Review: What Is A Healthy Church Member?

JP: I received Thabiti Anyabwile’s What Is a Healthy Church Member? last week and read it quickly. The book is valuable as it challenges the reader to be a healthy church member. Here are the 10 marks of a healthy church member:

  1. Be genuinely converted (this is actually Mark 4, but it seemed logical to me to make this the first mark!)
  2. Be an expositional listener. I blogged on this several weeks ago here. This mark is perhaps the most complex and bears complete analysis.
  3. Be a biblical theologian
  4. Be gospel saturated
  5. Be evangelistic. Evangelism is not simply the job for the Pastor or for the professional.
  6. Be committed church members of a local congregation
  7. Be open to biblical guidance
  8. Be a growing disciple
  9. Be a humble follower
  10. Be a prayer warrior

Below are two helpful resources on this book. If you would like to borrow my copy ask!

Book Review of Thabiti M. Anyabwile’s New Book by Crossway

Books on church vitality and health have largely been directed toward pastors. I suppose this is wise, for a church with ill-informed leadership is bound to be riddled with problems. Yet the church is more than just its pastors. The whole congregation makes up the body of Christ, and every member carries a certain responsibility in that body. Thabiti M. Anyabwile’s What Is a Healthy Church Member? is a welcome addition to books addressing the health of the church.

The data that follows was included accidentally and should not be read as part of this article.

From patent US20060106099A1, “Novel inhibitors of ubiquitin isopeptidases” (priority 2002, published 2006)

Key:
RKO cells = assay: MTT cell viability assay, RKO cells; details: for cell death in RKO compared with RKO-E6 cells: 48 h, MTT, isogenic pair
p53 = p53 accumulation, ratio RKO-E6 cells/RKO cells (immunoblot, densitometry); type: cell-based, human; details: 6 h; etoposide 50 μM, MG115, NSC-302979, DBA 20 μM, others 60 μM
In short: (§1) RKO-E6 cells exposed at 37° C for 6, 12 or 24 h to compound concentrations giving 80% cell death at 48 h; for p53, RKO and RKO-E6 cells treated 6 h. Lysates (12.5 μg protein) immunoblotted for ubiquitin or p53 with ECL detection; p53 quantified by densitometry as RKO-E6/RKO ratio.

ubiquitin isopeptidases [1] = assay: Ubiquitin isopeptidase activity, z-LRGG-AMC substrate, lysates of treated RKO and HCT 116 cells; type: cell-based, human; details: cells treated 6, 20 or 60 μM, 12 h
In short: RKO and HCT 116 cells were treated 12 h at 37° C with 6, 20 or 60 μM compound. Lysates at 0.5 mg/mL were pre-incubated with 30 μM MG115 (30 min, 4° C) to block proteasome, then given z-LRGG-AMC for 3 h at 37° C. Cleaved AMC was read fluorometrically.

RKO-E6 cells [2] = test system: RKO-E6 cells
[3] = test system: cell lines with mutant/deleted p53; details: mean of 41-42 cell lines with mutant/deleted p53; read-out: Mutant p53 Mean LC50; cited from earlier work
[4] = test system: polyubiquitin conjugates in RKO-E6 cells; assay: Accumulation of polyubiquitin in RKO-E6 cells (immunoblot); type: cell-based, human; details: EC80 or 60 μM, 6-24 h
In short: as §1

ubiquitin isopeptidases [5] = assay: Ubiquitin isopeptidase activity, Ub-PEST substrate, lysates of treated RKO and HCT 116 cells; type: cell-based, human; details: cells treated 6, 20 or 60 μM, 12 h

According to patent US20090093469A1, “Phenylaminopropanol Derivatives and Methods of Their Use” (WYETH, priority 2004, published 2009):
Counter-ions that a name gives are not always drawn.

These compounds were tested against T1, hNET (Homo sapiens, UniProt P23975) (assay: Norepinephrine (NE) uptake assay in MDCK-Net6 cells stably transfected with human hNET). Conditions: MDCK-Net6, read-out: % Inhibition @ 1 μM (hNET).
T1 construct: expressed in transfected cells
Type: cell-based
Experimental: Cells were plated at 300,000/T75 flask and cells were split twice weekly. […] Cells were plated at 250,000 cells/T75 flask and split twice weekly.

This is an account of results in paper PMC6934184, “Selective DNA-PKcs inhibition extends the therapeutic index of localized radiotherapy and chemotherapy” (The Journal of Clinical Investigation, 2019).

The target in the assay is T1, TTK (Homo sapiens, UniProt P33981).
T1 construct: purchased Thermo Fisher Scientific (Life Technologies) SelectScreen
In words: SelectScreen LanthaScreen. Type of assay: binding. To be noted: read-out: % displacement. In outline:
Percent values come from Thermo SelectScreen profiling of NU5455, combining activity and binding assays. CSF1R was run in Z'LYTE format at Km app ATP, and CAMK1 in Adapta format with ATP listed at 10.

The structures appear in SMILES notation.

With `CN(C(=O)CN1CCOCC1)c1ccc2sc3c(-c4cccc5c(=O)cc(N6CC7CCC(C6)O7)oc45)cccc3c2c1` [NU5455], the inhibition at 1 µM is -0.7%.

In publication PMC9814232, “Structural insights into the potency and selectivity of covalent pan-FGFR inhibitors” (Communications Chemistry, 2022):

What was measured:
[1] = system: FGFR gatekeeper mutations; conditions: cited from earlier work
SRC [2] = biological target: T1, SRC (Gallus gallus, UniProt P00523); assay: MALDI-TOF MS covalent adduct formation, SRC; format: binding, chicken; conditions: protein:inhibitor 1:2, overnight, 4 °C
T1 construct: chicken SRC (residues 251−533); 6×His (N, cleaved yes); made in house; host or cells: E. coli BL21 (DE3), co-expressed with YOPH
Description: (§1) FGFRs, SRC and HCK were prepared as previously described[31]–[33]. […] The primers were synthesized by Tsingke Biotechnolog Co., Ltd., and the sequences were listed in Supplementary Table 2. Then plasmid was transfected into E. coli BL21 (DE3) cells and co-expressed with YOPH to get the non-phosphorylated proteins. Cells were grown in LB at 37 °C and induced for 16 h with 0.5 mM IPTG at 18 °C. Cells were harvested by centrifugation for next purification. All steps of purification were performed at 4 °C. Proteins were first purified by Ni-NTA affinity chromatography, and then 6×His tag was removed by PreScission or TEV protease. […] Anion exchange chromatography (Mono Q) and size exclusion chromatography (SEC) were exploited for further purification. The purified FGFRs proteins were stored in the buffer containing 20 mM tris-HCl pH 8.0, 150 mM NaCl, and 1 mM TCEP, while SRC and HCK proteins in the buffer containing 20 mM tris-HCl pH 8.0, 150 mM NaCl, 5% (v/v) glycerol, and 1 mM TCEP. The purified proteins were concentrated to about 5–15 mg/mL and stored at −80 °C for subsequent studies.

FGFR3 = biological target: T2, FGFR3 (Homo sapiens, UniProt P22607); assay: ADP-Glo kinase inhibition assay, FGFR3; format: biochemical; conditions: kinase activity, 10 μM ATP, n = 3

An Interview with Thabiti Anyabwile about His New Book, What Is a Healthy Church Member?

What drove you to write What Is a Healthy Church Member?

I wanted to see more Christians understand that the health of their local churches and their personal spiritual health are profoundly connected. The Lord granted me the privilege to serve with the brothers at 9Marks ministries. I’ve had the repeated experience of talking with many pastors who want to lead their churches in healthy directions but who struggle to transfer their ideas and vision to their people in a way that aids reform. But most Christians I know also want to participate in sound, healthy churches. So the problem wasn’t merely or always a problem of resistance, but oftentimes of understanding. It seemed that a companion volume to Nine Marks of a Healthy Church, written for the average person in the pew, could be useful in helping church members support their pastors in strengthening their churches and in helping Christians make their local churches more central to their understanding of what it means to be a healthy Christian.

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